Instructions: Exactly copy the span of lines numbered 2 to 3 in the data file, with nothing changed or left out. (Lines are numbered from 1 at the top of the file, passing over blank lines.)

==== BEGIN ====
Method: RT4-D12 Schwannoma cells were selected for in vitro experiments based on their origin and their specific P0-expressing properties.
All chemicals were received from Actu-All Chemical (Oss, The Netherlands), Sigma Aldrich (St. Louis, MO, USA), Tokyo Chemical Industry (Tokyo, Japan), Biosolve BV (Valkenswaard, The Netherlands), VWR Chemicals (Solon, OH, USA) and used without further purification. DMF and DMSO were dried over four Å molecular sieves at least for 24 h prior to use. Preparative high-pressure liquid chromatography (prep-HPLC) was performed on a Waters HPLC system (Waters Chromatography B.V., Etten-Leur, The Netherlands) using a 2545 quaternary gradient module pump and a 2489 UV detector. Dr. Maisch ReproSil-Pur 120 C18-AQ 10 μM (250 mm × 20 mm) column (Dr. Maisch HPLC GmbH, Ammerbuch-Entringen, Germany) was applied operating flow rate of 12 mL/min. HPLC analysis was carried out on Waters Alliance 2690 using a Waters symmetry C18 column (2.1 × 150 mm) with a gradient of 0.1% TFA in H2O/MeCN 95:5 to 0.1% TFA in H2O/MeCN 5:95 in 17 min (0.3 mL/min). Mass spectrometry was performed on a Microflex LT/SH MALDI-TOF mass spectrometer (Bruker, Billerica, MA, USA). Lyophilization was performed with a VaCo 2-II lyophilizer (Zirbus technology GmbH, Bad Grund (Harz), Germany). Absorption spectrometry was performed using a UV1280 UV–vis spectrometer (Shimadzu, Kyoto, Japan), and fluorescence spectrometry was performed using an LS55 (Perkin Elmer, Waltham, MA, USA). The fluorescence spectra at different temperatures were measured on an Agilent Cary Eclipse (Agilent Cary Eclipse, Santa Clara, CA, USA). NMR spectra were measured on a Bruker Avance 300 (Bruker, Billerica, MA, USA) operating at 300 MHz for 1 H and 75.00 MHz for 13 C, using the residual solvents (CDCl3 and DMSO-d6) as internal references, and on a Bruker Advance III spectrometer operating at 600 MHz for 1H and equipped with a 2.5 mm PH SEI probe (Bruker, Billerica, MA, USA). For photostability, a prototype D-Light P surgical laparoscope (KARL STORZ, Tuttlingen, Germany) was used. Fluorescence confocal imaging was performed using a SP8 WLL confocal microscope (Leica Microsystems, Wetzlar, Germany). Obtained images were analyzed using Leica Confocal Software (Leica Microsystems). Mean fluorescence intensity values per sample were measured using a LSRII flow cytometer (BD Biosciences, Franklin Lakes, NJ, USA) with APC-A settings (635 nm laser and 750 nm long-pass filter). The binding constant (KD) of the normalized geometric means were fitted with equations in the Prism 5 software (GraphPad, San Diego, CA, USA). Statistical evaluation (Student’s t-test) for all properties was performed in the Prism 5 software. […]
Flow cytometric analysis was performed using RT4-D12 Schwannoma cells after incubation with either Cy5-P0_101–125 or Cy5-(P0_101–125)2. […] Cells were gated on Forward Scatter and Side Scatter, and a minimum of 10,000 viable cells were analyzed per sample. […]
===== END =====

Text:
All chemicals were received from Actu-All Chemical (Oss, The Netherlands), Sigma Aldrich (St. Louis, MO, USA), Tokyo Chemical Industry (Tokyo, Japan), Biosolve BV (Valkenswaard, The Netherlands), VWR Chemicals (Solon, OH, USA) and used without further purification. DMF and DMSO were dried over four Å molecular sieves at least for 24 h prior to use. Preparative high-pressure liquid chromatography (prep-HPLC) was performed on a Waters HPLC system (Waters Chromatography B.V., Etten-Leur, The Netherlands) using a 2545 quaternary gradient module pump and a 2489 UV detector. Dr. Maisch ReproSil-Pur 120 C18-AQ 10 μM (250 mm × 20 mm) column (Dr. Maisch HPLC GmbH, Ammerbuch-Entringen, Germany) was applied operating flow rate of 12 mL/min. HPLC analysis was carried out on Waters Alliance 2690 using a Waters symmetry C18 column (2.1 × 150 mm) with a gradient of 0.1% TFA in H2O/MeCN 95:5 to 0.1% TFA in H2O/MeCN 5:95 in 17 min (0.3 mL/min). Mass spectrometry was performed on a Microflex LT/SH MALDI-TOF mass spectrometer (Bruker, Billerica, MA, USA). Lyophilization was performed with a VaCo 2-II lyophilizer (Zirbus technology GmbH, Bad Grund (Harz), Germany). Absorption spectrometry was performed using a UV1280 UV–vis spectrometer (Shimadzu, Kyoto, Japan), and fluorescence spectrometry was performed using an LS55 (Perkin Elmer, Waltham, MA, USA). The fluorescence spectra at different temperatures were measured on an Agilent Cary Eclipse (Agilent Cary Eclipse, Santa Clara, CA, USA). NMR spectra were measured on a Bruker Avance 300 (Bruker, Billerica, MA, USA) operating at 300 MHz for 1 H and 75.00 MHz for 13 C, using the residual solvents (CDCl3 and DMSO-d6) as internal references, and on a Bruker Advance III spectrometer operating at 600 MHz for 1H and equipped with a 2.5 mm PH SEI probe (Bruker, Billerica, MA, USA). For photostability, a prototype D-Light P surgical laparoscope (KARL STORZ, Tuttlingen, Germany) was used. Fluorescence confocal imaging was performed using a SP8 WLL confocal microscope (Leica Microsystems, Wetzlar, Germany). Obtained images were analyzed using Leica Confocal Software (Leica Microsystems). Mean fluorescence intensity values per sample were measured using a LSRII flow cytometer (BD Biosciences, Franklin Lakes, NJ, USA) with APC-A settings (635 nm laser and 750 nm long-pass filter). The binding constant (KD) of the normalized geometric means were fitted with equations in the Prism 5 software (GraphPad, San Diego, CA, USA). Statistical evaluation (Student’s t-test) for all properties was performed in the Prism 5 software. […]
Flow cytometric analysis was performed using RT4-D12 Schwannoma cells after incubation with either Cy5-P0_101–125 or Cy5-(P0_101–125)2. […] Cells were gated on Forward Scatter and Side Scatter, and a minimum of 10,000 viable cells were analyzed per sample. […]